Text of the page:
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Customer Reviews

3.8 out of 5 stars
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Most Helpful Customer Reviews

23 of 24 people found the following review helpful By NICOLE L. on July 18, 2004
Format: Hardcover
When I picked up this book I was intrigued with his concept of a journey across the country to document the changes in American consciousness since 9/11.
I was startled and enthused as Maharidge uncovered the underpinnings of various and diverse, highly charged, emotional crosscurrents affecting the nation.
His dedication begins, "To the U.S. Constitution and the Bill of Rights . . ." So it is no surprise that parts of the book focus on the repression of opinions differing from mainstream conservative. Many accounts cover intimidation and lost jobs. But Maharidge doesn't stop there; he searches out and interviews both sides for their stories, which underneath have common threads.
Maharidge digs deeper than the surface tensions of neo-conservatives versus liberals, to address the economic crisis that has been building in the country for the last 30 years; the emotions of which, September 11 catalyzed to the surface in deeply divided positions in America.
The book is full of information, and reveals more controversial actions taken by the current administration after 9/11, such as the destroying of gun purchase records, (supported by the NRA) after the FBI had begun to find correlations to terrorists in the records.
He sets to rights such misquotes as, "my country, right or wrong." The correct quote, actually spoken by Carl Schurz, a U. S. Senator in 1899, goes: "Our country, right or wrong. When right, to be kept right; when wrong, to be put right."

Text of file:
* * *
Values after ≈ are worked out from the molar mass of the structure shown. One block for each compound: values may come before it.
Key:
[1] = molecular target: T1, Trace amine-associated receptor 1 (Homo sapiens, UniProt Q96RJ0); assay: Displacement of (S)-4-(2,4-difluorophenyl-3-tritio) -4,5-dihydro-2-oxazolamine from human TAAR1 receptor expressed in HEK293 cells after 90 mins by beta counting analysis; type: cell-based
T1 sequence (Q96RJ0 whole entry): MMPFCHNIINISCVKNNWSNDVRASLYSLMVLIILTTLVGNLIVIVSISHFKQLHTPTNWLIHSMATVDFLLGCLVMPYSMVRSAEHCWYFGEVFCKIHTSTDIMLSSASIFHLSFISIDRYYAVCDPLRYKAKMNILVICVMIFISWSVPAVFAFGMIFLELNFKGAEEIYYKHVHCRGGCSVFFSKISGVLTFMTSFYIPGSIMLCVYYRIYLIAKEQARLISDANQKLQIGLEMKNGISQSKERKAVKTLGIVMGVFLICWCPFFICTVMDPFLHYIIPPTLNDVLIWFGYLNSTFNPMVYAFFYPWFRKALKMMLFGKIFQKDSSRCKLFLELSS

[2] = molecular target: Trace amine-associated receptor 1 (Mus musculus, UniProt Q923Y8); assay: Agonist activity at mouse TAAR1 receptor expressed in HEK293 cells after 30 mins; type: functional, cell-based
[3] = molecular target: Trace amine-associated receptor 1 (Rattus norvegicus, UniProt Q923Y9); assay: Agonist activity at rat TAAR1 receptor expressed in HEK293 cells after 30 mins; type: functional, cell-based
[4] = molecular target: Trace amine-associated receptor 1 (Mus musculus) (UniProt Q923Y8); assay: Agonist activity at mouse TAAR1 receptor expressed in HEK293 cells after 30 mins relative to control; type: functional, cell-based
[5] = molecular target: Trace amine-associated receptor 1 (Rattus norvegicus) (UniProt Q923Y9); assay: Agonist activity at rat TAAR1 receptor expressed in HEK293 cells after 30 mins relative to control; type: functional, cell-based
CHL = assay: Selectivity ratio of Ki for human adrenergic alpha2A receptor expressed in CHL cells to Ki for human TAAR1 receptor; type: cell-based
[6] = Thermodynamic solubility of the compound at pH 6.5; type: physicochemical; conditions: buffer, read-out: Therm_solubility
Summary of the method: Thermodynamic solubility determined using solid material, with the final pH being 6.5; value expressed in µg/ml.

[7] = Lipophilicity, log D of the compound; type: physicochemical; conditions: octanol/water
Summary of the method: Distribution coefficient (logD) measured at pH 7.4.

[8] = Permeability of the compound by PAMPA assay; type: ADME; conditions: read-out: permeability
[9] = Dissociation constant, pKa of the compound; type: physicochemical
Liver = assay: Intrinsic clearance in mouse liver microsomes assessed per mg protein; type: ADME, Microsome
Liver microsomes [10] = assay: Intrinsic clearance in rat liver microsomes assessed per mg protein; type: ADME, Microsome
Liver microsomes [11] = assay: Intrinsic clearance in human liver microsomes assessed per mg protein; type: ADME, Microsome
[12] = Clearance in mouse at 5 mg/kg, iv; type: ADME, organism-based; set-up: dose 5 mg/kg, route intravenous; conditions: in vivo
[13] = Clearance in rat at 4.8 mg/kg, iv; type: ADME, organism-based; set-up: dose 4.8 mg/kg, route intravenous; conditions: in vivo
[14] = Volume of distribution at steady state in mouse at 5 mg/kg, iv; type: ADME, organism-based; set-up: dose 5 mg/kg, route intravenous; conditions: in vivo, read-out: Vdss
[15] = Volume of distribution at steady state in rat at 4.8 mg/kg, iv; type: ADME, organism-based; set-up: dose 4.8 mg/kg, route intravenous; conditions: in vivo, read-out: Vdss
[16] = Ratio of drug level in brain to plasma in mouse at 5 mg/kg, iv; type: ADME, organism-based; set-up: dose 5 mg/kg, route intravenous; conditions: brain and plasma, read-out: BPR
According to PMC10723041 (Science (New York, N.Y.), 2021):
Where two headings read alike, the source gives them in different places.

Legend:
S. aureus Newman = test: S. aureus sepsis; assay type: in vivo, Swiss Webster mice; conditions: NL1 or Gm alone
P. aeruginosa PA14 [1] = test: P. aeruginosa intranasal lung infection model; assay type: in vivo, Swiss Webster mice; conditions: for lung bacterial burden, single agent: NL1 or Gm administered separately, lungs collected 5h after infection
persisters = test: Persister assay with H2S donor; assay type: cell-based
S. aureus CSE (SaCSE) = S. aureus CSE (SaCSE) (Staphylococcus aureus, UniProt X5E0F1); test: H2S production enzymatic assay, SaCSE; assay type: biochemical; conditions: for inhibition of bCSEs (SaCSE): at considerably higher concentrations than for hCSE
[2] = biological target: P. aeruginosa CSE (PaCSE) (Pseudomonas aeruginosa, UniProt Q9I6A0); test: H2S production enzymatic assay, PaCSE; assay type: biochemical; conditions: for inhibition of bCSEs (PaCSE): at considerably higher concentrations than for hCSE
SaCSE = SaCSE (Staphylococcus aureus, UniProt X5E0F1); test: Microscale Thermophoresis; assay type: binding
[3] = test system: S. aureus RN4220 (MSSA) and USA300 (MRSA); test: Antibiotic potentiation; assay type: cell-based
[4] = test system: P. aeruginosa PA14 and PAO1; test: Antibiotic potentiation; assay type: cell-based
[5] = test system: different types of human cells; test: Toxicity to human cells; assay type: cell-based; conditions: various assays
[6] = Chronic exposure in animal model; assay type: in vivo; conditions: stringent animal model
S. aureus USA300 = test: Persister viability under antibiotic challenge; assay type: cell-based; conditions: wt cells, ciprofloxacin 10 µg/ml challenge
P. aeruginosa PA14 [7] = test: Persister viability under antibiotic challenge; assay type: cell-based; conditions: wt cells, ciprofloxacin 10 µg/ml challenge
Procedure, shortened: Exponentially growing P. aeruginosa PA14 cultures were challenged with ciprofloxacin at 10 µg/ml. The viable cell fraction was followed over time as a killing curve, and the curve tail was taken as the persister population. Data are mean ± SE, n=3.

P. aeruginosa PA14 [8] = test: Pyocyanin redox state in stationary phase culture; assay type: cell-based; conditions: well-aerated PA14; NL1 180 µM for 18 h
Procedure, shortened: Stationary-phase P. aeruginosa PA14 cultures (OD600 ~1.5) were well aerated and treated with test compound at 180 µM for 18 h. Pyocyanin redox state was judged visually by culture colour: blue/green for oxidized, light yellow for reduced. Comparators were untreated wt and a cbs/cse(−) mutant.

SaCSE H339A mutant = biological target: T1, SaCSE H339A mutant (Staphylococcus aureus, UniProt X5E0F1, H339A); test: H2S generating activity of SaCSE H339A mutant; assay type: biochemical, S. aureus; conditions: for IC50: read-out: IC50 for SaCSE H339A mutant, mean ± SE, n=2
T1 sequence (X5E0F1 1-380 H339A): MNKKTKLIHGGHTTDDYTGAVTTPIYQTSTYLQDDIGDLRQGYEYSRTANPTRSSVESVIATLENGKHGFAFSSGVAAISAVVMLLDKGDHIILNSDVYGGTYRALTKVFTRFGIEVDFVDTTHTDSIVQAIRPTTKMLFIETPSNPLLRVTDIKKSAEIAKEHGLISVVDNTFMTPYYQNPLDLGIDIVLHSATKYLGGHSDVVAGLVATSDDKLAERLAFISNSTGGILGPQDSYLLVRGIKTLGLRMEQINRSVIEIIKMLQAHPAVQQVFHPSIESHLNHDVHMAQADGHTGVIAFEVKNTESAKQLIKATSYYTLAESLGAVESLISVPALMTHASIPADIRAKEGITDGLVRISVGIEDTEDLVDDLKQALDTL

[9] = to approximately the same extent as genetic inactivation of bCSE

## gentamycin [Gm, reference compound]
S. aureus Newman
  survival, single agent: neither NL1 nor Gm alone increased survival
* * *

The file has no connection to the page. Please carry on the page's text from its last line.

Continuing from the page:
In the last part of the book, Maharidge points out some parallels between the U.S. today, and W.W.II Germany, and actions taken by Hitler. While there are some similarities, he says the comparison is by no means exact, but it is worth taking note of.
All in all an engrossing and educational read that peels back the layers of extremism dividing the country, to expose common struggles and concerns.
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12 of 13 people found the following review helpful By Eric Enders on September 19, 2004
Format: Hardcover
Dale Maharidge and Michael Williamson's "Homeland" is the best book of 2004, and one of the most important nonfiction works ever published about the United States.

Maharidge travels through the United States observing the ways in which the attacks of 9/11/2001 have changed America and Americans. Many of these changes are obvious, but others are more subtle. With the seasoned eye of a trained reporter, Maharidge picks up on these changes and analyzes them with an amazing degree of insight. His conversations with ordinary Americans around the country reveal the different ways -- many of them downright scary -- in which the USA has changed over the last few years.